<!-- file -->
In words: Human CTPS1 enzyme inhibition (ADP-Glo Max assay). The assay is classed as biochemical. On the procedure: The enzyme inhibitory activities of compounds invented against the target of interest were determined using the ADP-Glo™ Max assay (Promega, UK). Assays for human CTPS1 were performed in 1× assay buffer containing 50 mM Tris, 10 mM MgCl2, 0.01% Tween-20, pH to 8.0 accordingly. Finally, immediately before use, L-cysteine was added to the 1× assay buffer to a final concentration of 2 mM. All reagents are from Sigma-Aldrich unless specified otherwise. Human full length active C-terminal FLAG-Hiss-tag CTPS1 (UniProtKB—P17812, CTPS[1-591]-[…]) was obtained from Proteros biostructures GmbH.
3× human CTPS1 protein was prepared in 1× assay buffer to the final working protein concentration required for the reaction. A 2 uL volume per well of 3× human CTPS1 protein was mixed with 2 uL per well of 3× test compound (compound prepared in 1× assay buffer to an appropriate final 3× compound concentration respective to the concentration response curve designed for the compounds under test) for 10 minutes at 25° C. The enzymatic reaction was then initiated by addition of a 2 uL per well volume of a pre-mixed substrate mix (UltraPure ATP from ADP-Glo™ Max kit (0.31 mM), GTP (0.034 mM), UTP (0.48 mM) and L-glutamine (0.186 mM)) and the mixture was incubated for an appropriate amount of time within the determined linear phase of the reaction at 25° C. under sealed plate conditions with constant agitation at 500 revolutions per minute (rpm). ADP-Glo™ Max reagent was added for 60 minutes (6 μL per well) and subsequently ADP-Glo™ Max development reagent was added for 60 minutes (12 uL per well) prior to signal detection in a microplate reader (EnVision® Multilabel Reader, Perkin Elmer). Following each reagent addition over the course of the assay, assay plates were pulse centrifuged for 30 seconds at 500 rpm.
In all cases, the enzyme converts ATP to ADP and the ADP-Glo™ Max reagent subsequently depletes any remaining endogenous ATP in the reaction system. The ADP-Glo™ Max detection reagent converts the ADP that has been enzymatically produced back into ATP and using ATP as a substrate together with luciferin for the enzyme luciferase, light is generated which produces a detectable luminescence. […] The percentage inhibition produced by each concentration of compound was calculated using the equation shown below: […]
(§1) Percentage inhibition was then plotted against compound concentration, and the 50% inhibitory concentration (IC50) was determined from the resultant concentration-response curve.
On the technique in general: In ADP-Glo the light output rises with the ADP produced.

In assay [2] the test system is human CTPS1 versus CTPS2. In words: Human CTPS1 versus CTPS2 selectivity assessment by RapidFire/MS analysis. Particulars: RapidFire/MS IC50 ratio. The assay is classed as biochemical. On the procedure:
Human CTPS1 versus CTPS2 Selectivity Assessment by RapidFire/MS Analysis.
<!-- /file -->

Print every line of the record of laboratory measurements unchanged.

In words: Human CTPS1 enzyme inhibition (ADP-Glo Max assay). The assay is classed as biochemical. On the procedure: The enzyme inhibitory activities of compounds invented against the target of interest were determined using the ADP-Glo™ Max assay (Promega, UK). Assays for human CTPS1 were performed in 1× assay buffer containing 50 mM Tris, 10 mM MgCl2, 0.01% Tween-20, pH to 8.0 accordingly. Finally, immediately before use, L-cysteine was added to the 1× assay buffer to a final concentration of 2 mM. All reagents are from Sigma-Aldrich unless specified otherwise. Human full length active C-terminal FLAG-Hiss-tag CTPS1 (UniProtKB—P17812, CTPS[1-591]-[…]) was obtained from Proteros biostructures GmbH.
3× human CTPS1 protein was prepared in 1× assay buffer to the final working protein concentration required for the reaction. A 2 uL volume per well of 3× human CTPS1 protein was mixed with 2 uL per well of 3× test compound (compound prepared in 1× assay buffer to an appropriate final 3× compound concentration respective to the concentration response curve designed for the compounds under test) for 10 minutes at 25° C. The enzymatic reaction was then initiated by addition of a 2 uL per well volume of a pre-mixed substrate mix (UltraPure ATP from ADP-Glo™ Max kit (0.31 mM), GTP (0.034 mM), UTP (0.48 mM) and L-glutamine (0.186 mM)) and the mixture was incubated for an appropriate amount of time within the determined linear phase of the reaction at 25° C. under sealed plate conditions with constant agitation at 500 revolutions per minute (rpm). ADP-Glo™ Max reagent was added for 60 minutes (6 μL per well) and subsequently ADP-Glo™ Max development reagent was added for 60 minutes (12 uL per well) prior to signal detection in a microplate reader (EnVision® Multilabel Reader, Perkin Elmer). Following each reagent addition over the course of the assay, assay plates were pulse centrifuged for 30 seconds at 500 rpm.
In all cases, the enzyme converts ATP to ADP and the ADP-Glo™ Max reagent subsequently depletes any remaining endogenous ATP in the reaction system. The ADP-Glo™ Max detection reagent converts the ADP that has been enzymatically produced back into ATP and using ATP as a substrate together with luciferin for the enzyme luciferase, light is generated which produces a detectable luminescence. […] The percentage inhibition produced by each concentration of compound was calculated using the equation shown below: […]
(§1) Percentage inhibition was then plotted against compound concentration, and the 50% inhibitory concentration (IC50) was determined from the resultant concentration-response curve.
On the technique in general: In ADP-Glo the light output rises with the ADP produced.

In assay [2] the test system is human CTPS1 versus CTPS2. In words: Human CTPS1 versus CTPS2 selectivity assessment by RapidFire/MS analysis. Particulars: RapidFire/MS IC50 ratio. The assay is classed as biochemical. On the procedure:
Human CTPS1 versus CTPS2 Selectivity Assessment by RapidFire/MS Analysis.